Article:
Written by: Anna Sibal
12/15/2013 9:30 AM
As much as we love traveling in an RV, getting into the full-time RV lifestyle isn't really everyone's cup of tea. Some people are born to be nomads, happiest when they are on the road and painting their lives with the vividly colored experiences they get from their journeys. Some people are decided landlubbers, preferring to stay in one place where everything is familiar. Some, on the other hand, are still straddling the fence and haven't figured out whether to stay where they are or to simply let go and embrace the RVing lifestyle.
At CampingRoadTrip.com, we are blessed to meet people who have made the jump and did the transition to full-time RVing. It is so fun to read their stories, not just because of the interesting places they've been to. What makes their stories fascinating is the joie de vivre you feel as you read them. It pulls you in and makes you want to live free as these full-timers do.
Among the full-time RVers we have met are Rob and Linda Cook, the Class A Boomers. They're relatively new to the whole full-timing deal, but they already have such wonderful stories to tell, stories that Linda has documented in her blog. We asked Linda to share with us her and Rob's RVing story.
CRT: Please tell us a little about yourselves: Who are Rob and Linda Cook?
Linda Cook: Rob and I met over 30 years ago during his custody battle for his three daughters. When his daughters returned home, along with my two daughters, we formed a family-five daughters! One of the first things we discovered we had in common was our love of camping. We had been dating about two months when I invited Rob to join me and my family on a camp out to which he enthusiastically accepted. This camp out was what my family called 'Summer's Beginning.' It was an annual event that spanned four days over the summer solstice and was attended by my parents, maternal grandparents, aunt and uncle, cousins, siblings and various other extended family and in-laws. Rob fit right in. That was just the beginning. We learned we had much in common in terms of our beliefs and values and that we worked well as a team. I learned that Rob was honest and true, and Rob learned that I was easy-going and loyal. Rob likes to tell people that we've never had a fight-and its true-but I like to tell people that, while we've never really had a fight, I have been known to roll my eyes. What this means is that we've never wanted to change each other, but accept who each of us is even if we don't always agree. There is little ego between us but a great deal of respect.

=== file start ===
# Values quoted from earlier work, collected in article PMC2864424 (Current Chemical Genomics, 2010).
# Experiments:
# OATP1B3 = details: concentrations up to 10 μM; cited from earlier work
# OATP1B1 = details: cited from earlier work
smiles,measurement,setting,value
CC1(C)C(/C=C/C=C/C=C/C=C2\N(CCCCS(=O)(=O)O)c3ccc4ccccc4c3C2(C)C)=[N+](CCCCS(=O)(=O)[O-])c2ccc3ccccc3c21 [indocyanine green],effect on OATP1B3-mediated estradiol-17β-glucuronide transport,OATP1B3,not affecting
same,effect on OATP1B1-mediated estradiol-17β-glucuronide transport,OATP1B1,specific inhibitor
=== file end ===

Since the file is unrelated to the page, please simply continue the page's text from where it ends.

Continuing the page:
Rob has always been interested in flying and, instead of piloting airplanes and helicopters, as he has in the past, he now flies a paraglider. In finding my own interests after becoming an empty-nester, I picked up a camera and found an interest that continues to grow.
What did you guys do before you retired and started RVing full time?
Rob was a stockbroker when we first met and I was working on getting my real estate license. Over time, our career choices changed. Rob pursued his interest in woodworking. He became the editor of the national publication "Popular Woodworking" until it was sold to an out-of-state publisher, at which time he opened his own graphics design business. This eventually transformed into teaching graphic design at a local career college. I, on the other hand, stayed in the real estate industry first as a loan officer then as an escrow officer. I remained an escrow officer until I was laid off in 2008. I decided at that time that I would not attempt to reenter the escrow profession because escrow officers were being hired at one third to half the income we once enjoyed. I was burnt out and it didn't make sense to engage again in this extremely stressful field at the cost of my well-being and health. So I pursued my interest of photography and traveling the country has helped me hone my skills.
I've read in one of your blog posts that you call your RV "The Beast." Is there a story behind the name? How did you find The Beast and did you have him/her/it modified?
Last year, 2012, after Rob had been retired about a year and a half, he came across an article in one of his paragliding magazines, which he showed to me. It was about a fly-in to be held in Colorado and I said, "Let's go!" So we registered for the event, packed up our tent-trailer, and headed to Colorado. We immediately wondered why we hadn't been doing this all along. We'd gotten into a sad rut. While on the road, we would pass all these motorhomes and we'd sigh and say to each other, "Wouldn't it be so great to do that?" We'd said that same thing to each other many times over the 30 years we'd known one another.